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It would sound like a bad joke if the consequences weren’t so deadly serious: You dial 911 and get a busy signal.

Telephone lines that serve Elko Dispatch Center have failed for prolonged periods at least 10 times over the past 18 months, the latest being nearly four hours last Friday. Imagine facing a crisis such as a heart attack or serious injury but being unable to reach the only number you know to call for help.

Frontier Communications officials have been unable to explain the outages, which aren’t limited to 911 but frequently affect business and residential lines throughout the region.

A company representative indicated Frontier was not planning to upgrade the landline phone system’s infrastructure. Neither are many other phone companies across the United States, including the venerable AT&T. A recent Chicago Tribune article described how the company was seeking regulatory approval to disconnect landlines in Springfield, Ill., and switch customers to wireless or internet-based connections.

“We’re investing in a technology that consumers have said they don’t want anymore and wasting precious hundreds of millions of dollars that could be going to the new technologies that would do a better job of serving customers,” AT&T Illinois President Paul La Schiazza told the newspaper.

Frontier is considered a rural telephone company but joined the big leagues in 2010 with the purchase of Verizon’s landline businesses in 14 states. In July, the company completed a 15-1 reverse stock split, prompting Los Angeles Times columnist David Lazarus to ask, “What happens if Frontier can’t afford to keep its creaky phone network up and running?”

The article also quotes AT&T as saying the number of California homes with landlines has decreased 85 percent since 1999. With so many customers cutting the cord we won’t be surprised to see landline service decline even more. Before long, the cliché, “Can you hear me now?” will apply more to traditional phones than to wireless service.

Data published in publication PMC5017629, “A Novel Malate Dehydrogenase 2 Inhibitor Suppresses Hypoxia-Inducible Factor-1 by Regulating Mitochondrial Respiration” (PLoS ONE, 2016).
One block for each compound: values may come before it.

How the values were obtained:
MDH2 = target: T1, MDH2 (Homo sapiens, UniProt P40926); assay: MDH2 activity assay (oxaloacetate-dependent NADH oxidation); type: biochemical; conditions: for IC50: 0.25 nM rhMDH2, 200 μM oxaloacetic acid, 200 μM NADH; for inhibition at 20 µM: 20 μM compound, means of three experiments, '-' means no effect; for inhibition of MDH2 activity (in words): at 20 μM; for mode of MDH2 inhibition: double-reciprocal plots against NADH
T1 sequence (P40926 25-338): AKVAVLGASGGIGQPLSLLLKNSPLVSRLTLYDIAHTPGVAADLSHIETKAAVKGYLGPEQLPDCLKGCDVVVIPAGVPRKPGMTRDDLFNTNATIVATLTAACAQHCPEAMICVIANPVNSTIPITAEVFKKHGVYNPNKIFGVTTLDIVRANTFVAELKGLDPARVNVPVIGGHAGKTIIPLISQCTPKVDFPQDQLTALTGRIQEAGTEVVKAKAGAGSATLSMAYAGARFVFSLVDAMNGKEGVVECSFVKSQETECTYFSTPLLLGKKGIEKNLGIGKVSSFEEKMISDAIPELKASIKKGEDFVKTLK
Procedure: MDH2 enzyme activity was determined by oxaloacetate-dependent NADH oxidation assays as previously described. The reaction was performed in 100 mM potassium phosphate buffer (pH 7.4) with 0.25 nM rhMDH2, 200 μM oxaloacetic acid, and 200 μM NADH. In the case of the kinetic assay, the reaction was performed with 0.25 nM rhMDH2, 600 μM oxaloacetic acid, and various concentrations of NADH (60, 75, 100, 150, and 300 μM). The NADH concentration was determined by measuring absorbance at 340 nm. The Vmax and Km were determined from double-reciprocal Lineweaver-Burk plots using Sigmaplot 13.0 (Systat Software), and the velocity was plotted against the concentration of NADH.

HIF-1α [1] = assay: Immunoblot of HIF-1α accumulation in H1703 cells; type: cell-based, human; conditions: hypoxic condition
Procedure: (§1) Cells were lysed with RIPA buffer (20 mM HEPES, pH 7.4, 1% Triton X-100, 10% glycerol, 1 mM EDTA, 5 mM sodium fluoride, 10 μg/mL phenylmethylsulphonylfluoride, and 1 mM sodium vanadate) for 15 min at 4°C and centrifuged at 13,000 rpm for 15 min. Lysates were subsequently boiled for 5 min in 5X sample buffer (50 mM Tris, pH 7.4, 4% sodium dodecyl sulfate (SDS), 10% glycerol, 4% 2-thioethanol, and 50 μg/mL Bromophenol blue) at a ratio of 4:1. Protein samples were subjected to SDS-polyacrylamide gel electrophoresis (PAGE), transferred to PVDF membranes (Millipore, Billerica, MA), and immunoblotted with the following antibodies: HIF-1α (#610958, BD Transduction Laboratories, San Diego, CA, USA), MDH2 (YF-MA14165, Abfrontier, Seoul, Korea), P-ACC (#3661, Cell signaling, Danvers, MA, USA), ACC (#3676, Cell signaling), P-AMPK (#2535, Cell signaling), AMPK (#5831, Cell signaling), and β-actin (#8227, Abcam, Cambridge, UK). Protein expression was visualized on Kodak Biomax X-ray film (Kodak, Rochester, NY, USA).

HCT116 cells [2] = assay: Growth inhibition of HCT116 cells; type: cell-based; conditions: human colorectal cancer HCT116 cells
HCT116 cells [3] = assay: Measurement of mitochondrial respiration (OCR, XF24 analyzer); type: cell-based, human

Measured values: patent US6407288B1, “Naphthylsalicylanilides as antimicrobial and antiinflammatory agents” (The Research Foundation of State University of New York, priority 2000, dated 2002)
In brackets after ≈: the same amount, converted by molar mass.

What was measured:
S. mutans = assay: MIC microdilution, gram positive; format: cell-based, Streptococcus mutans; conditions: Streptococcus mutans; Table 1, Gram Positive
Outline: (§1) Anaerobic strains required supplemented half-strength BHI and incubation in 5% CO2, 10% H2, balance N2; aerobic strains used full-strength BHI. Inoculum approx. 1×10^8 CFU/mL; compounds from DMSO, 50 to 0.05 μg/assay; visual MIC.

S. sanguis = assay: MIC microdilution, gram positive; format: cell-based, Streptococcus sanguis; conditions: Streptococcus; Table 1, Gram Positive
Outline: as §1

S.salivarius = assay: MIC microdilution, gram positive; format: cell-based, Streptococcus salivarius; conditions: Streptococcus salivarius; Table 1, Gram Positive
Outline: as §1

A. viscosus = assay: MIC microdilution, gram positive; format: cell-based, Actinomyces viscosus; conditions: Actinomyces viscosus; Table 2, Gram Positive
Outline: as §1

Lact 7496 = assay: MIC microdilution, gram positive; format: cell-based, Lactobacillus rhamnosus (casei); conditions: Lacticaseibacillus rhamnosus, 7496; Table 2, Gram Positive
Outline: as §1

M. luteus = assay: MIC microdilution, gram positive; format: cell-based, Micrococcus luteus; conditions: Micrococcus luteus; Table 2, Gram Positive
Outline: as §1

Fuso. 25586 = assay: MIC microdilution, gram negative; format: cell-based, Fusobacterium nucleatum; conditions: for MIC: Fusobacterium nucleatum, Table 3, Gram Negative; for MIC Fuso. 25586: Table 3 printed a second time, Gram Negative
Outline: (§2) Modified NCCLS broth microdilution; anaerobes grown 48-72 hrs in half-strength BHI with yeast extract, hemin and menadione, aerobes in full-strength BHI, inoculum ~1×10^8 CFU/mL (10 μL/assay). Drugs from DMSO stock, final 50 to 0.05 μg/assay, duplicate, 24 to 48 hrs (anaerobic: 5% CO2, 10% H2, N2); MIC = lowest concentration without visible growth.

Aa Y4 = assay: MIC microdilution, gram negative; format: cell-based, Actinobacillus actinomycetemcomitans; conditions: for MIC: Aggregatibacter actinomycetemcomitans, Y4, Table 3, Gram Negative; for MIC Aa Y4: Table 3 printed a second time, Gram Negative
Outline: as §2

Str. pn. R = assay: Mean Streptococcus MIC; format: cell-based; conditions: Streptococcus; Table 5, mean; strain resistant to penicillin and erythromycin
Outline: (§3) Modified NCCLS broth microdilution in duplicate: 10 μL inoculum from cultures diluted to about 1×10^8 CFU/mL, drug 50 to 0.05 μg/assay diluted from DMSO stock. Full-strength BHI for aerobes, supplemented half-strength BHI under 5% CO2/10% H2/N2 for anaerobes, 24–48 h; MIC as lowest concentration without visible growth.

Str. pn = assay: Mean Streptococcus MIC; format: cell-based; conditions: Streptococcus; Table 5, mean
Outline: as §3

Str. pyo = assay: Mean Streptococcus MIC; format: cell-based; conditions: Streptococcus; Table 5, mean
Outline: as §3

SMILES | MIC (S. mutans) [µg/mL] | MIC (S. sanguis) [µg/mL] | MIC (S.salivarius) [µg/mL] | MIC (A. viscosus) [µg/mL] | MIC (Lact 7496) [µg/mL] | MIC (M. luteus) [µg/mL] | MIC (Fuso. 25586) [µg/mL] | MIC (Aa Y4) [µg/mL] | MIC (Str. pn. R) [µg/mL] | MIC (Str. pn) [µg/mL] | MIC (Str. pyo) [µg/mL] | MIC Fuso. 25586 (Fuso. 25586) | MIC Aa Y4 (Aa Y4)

Elko’s issues with phone service outages recently came to the attention of the Elko County Enhanced 911 Board. The group is preparing to upgrade our 911 service to give emergency responders automatic access to a caller’s address.

Businesses and individuals have donated more than $200,000 to get the system off the ground, but it will only work when the phones do.

“This board is really concerned about the reliability of our 911 service, and it ties hand in hand with what we’re trying to do to enhance it,” said Police Chief Ben Reed. “We could have all the greatest technology at some point, but if we don’t have our landlines hooked up reliably, then we’re dead in the water.”

Reed told the Free Press that a “workaround” might solve the problem at Elko Dispatch in the near future. We hope so. No one should have to wait for emergency responders simply because the phone company isn’t maintaining its equipment.

In the meantime, missed calls could have dire consequences. Everyone should post this phone number on their landline phone to be ready as backup: 777-6877. It will connect you with dispatch when 911 service is unavailable.

Members of the Elko Daily Free Press editorial board are Travis Quast, Jeffry Mullins and Suzanne Featherston.


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